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Policy analysis using DSGE models: an introduction
Many central banks have come to rely on dynamic stochastic general equilibrium, or DSGE, models to inform their economic outlook and to help formulate their policy strategies. But while their use is familiar to policymakers and academics, these models are typically not well known outside these circles. This article introduces the basic structure, logic, and application of the DSGE framework to a broader public by providing an example of its use in monetary policy analysis. The authors present and estimate a simple New Keynesian DSGE model, highlighting the core features that this basic ...
A Model of Expenditure Shocks
We document four features of consumption and income microdata: (1) household-level consumption is as volatile as household income on average, (2) household-level consumption has a positive but small correlation with income, (3) many low-wealth households have marginal propensities to consume near zero, and (4) lagged high expenditure is associated with low contemporaneous spending propensities. Our interpretation is that household expenditure depends on time-varying consumption thresholds where marginal utility discontinuously increases. Our model with consumption thresholds matches the four ...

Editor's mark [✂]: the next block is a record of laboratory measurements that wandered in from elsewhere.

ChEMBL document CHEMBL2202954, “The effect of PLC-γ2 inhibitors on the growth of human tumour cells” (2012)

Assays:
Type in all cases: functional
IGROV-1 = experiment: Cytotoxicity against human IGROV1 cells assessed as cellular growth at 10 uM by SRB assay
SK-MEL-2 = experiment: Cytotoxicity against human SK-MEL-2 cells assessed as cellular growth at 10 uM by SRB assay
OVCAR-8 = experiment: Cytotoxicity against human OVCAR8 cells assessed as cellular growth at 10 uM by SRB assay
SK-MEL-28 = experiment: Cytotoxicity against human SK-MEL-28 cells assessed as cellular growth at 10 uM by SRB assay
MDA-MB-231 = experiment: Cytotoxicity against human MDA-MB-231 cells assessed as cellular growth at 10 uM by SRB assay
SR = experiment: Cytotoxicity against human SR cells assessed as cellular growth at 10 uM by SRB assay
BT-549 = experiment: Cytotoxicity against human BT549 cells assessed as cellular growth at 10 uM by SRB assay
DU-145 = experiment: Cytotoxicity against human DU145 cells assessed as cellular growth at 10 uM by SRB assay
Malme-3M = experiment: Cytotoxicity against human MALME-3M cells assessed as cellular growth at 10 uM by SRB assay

Saving Constraints, Debt, and the Credit Market Response to Fiscal Stimulus
We document that the interest rate response to fiscal stimulus (IRRF) is lower in countries with high inequality or high household debt. To interpret this evidence we develop a model in which households take on debt to maintain a consumption threshold (saving constraint). Now debt-burdened, these households use additional income to deleverage. In economies with more debt-burdened households, increases in government spending tighten credit conditions less (relax credit conditions more), leading to smaller increases (larger declines) in the interest rate. Our theoretical framework predicts that ...